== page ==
I know it must seem like I’ve been editing this book for ages. It feels like ages. I still like it quite a lot though. Really it’s amazing how each draft brings out problems that’re so large you can’t imagine how you missed them in previous drafts. Really though its that in previous drafts the problems were obscured. You needed to fix so many other problems before you could see the one you’re working on now.
When you really like a book, it’s a pleasure to see an issue with it, because with each fix, the book gets tighter and feels more like something that a person might actually read for pleasure. Writers often bemoan the way books never look, on the page, the way they do in your minds. But the truth is more complicated. The truth is that even when a book is at its most unruly, you often do perceive within it the things that will make it great. And those things often don’t substantially change throughout the various drafts.
But in that unruly stage the book also has all these other things, and taking those away feels wonderful. Not to mention that when the book gets tighter, your vision comes out more clearly, and it often comes out in a way you hadn’t anticipated. In fact, why do I even bother talking about visions? Really oftentimes in the beginning your vision is very weak. It’s only through the process of working on the book that it becomes strong.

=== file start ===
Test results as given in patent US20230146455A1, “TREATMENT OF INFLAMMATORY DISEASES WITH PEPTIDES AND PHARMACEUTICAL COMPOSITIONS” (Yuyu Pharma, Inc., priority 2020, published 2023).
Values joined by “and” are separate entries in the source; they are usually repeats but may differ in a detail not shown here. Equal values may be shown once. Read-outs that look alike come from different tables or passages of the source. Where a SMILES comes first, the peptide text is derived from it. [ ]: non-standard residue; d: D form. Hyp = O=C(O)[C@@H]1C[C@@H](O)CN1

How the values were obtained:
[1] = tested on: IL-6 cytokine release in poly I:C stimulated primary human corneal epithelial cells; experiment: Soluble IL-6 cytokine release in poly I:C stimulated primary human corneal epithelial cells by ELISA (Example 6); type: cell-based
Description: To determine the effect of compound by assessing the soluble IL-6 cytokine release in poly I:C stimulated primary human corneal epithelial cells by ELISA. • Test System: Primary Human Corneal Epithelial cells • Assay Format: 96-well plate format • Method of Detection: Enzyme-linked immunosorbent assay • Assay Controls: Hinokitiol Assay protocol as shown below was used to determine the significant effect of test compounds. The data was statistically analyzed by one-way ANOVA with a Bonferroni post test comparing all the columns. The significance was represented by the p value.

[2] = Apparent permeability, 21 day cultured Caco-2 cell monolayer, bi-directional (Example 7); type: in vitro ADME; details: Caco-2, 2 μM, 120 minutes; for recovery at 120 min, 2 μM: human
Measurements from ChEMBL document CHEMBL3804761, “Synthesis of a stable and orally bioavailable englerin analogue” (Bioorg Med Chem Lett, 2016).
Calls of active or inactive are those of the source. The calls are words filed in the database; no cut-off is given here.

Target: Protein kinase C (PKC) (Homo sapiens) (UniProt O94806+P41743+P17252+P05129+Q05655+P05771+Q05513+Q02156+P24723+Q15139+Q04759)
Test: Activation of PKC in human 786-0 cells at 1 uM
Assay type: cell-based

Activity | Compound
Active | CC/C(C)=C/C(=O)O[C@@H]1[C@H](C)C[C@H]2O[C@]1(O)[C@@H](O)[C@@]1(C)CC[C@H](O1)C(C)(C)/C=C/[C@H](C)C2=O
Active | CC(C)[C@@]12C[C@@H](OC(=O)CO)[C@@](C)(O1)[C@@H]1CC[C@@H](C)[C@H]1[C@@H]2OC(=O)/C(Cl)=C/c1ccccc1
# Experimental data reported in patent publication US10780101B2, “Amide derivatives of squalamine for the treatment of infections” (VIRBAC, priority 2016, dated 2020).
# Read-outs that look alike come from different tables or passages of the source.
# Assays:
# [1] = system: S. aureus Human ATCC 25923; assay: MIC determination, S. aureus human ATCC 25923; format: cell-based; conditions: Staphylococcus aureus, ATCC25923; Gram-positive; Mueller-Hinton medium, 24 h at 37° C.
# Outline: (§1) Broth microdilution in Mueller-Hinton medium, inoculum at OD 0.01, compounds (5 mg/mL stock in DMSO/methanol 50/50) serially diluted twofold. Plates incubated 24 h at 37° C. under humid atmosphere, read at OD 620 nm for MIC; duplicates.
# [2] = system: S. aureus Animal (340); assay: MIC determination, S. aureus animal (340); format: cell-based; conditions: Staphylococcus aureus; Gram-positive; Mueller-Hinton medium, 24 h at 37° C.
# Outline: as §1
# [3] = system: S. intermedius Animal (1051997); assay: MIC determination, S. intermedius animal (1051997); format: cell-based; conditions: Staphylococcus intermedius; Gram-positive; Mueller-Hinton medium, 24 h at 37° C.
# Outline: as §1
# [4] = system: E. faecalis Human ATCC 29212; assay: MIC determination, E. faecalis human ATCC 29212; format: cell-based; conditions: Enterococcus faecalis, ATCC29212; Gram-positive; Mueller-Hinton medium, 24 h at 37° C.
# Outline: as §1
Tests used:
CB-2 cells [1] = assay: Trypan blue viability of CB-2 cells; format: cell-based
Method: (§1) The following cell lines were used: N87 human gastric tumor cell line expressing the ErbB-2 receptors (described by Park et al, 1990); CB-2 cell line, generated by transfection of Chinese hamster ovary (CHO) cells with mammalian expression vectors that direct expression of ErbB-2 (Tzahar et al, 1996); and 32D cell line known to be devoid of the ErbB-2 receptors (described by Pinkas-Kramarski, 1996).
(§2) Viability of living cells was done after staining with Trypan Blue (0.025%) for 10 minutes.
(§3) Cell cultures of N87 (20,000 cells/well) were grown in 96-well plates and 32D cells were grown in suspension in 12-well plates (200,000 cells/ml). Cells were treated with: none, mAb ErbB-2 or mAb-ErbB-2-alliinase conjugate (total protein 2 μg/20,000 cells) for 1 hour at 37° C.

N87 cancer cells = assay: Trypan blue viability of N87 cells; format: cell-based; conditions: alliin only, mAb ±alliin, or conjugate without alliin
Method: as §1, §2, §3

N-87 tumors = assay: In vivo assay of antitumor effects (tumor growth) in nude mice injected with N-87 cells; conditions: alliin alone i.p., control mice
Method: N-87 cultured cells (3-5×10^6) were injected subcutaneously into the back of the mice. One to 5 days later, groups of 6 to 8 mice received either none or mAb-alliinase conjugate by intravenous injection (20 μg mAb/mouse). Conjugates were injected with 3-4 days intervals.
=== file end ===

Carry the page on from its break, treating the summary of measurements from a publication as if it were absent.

As an aside, I find that I’m unconsciously using a sort of British diction when I write my blog posts and Facebook entries. I think it’s because of all the Trollope I’ve been reading. Lately I’ve also been listening to Jeremy Irons narrate Brideshead Revisited, and it’s simply fantastic. He is a truly marvelous audiobook narrator: he brings out all the nuances of the various characters, including their little verbal tics and mannerisms. Even people who’re only on the page for a chapter or two come out sounding so distinct.
Of course the book is fantastic as well. Very different from every other Waugh I’ve read (and I’ve read a lot). Everything in it is so understated. And then there’re the religious themes as well. The book isn’t quite satirical, either; at least not satirical at the pitch that his other books are. It’s humorous, but it’s an understated humor. The characters are funny, but they almost always feel like someone you could meet walking down the street. Well, at least if you were walking down the street in interbellum London.